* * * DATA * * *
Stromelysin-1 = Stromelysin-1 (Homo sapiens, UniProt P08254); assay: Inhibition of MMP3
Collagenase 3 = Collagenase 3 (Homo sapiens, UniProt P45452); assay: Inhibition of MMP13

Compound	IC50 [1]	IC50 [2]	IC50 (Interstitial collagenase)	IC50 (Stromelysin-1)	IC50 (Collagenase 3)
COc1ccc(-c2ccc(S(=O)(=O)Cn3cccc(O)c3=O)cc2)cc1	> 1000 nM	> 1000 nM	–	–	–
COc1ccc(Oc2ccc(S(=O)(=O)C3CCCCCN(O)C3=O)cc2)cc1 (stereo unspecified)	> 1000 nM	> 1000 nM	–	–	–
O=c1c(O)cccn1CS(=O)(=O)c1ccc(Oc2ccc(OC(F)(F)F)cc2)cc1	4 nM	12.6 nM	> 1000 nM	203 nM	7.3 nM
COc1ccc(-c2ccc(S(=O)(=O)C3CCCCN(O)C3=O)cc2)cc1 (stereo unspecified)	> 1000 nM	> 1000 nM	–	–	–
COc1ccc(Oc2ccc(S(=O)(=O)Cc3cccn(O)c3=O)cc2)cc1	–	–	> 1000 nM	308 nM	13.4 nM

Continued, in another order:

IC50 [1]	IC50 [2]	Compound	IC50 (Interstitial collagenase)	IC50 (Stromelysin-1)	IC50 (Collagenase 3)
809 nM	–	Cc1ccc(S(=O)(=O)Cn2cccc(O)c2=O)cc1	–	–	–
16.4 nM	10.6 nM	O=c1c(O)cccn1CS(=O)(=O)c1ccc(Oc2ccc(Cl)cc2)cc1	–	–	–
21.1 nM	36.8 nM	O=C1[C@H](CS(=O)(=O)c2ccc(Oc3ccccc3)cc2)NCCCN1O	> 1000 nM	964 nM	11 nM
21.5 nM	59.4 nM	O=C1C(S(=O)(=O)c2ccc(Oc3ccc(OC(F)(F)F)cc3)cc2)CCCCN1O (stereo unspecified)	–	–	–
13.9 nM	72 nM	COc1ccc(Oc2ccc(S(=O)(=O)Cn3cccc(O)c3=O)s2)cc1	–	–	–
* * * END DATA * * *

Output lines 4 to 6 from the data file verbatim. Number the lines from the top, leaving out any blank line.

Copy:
COc1ccc(-c2ccc(S(=O)(=O)Cn3cccc(O)c3=O)cc2)cc1	> 1000 nM	> 1000 nM	–	–	–
COc1ccc(Oc2ccc(S(=O)(=O)C3CCCCCN(O)C3=O)cc2)cc1 (stereo unspecified)	> 1000 nM	> 1000 nM	–	–	–
O=c1c(O)cccn1CS(=O)(=O)c1ccc(Oc2ccc(OC(F)(F)F)cc2)cc1	4 nM	12.6 nM	> 1000 nM	203 nM	7.3 nM